There are few medical reports prior to 1920, but in 1914 a Government grant was made available to parents who could not afford treatment for their children and it was 1922 before nursing services started in schools. This meant a very occasional visit from the district nurse to examine children.
At this time there were 3 cases of cleft palates in the County and reported cases of rickets were confined mainly to children who had moved North from the South. Other notable points from the 1920s were – increase of defective speech, high rate of catarrh, chronic bronchitis which often merged into asthma and a suspicion of phthisis was advanced TB.
Now breathing and the use of handkerchiefs had to be taught, along with warning children of the dangers of spitting on floors.
Medical record cards for pupils were started and these went with children if they transferred to another school. A complete picture of the child’s health was thus built up.
In summer it was quite common for children to go barefoot, but in winter there were still several children with unsatisfactory footwear. Often clothing was insufficient, dirty or needing repair resulting in 8 cases being reported to the RSPCC.
Old backless desks were replaced thus improving children’s posture, and ash pits, which were considered a serious menace to health and a breeding ground for flies and diseases, were sited further from the school buildings.
The 1950s was the period which probably saw the greatest changes and advances in school health. In 1950 the campaign against tuberculosis was started but during the year tonsillectomy operations had to be suspended during the summer and autumn due to an outbreak of anterior poliomyelitis in the county. By 1952 the family doctor was being used more, with the result that fewer children required treatment in school. Head lice continued to make an appearance, though it was discovered that adults were the chronic offenders and were re-infecting the children!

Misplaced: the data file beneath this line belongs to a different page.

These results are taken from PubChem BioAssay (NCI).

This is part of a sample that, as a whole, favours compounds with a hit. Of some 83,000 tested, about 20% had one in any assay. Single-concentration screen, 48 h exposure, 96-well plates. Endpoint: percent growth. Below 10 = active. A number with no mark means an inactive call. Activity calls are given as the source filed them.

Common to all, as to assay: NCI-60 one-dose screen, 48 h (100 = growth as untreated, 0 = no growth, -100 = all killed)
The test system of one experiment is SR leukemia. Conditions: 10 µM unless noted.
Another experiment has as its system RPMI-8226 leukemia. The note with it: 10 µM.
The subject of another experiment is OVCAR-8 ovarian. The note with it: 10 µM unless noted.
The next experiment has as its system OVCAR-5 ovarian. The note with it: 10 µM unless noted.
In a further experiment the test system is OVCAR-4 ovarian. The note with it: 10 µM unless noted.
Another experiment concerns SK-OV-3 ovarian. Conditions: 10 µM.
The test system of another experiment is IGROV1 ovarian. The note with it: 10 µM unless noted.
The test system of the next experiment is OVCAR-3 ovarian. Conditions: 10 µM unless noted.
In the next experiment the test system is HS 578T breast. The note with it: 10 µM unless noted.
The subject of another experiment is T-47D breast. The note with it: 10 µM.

By 1953/54, an Educational Psychologist for speech defects and Health Visitors had been appointed by the County. As well as these extra health specialists, pupils leaving school were offered the BCG vaccination against tuberculosis.
Great advances were made in 1955 when a concentrated campaign against diphtheria saw nearly all the children immunised and diphtheria disappeared from the area. X-rays and tuberculosis testing was carried out on school leavers. The BCG vaccination was offered to those 12 and over, with the result that 1070 children were vaccinated.
Other advances during that period included a hearing test for those aged 7 years, orthodontic treatment, and vaccination of pre-school children against diphtheria and whooping cough.
The anti-polio scheme arrived in 1956 when 969 received 2 injections and 1284 received one.
Towards the end of the 1950s there were mass X-ray units at the senior schools, with almost 100% of 12 plus year olds being x-rayed. 4581 children were vaccinated against polio, there was talk of medical rooms in schools and improvements were suggested for the care of maladjusted children. In 1960, audiometers were purchased so that the verbal hearing tests may be replaced. By this time GPs were carrying out many of the necessary vaccinations.
In 1941 there were 5421 pupils in the County including 615 evacuated children. The report states that the number of verminous heads were a disgrace to the County:
- 5 years – 25%
- 8 years – 40%
- 12 years – 26%
- Leavers – 34%
The number of pupils on the rolls in 1947 fell to 5153. The district nurse made monthly checks that clothing and footwear were adequate, but health-wise there were case of:
- Rickets – 15
- Scabies – 13
- Impetigo – 2
- Chronic bronchitis – 24 (mainly infant entrants)
1948 saw the start of the National Health Service, but the report for that year disclosed unhealthy gums, chronic catarrh and anaemia, all indicating a shortage of green vegetables and fruit in the diet. In one year there was also a 250% increase in inflammation of the cervical glands (throat)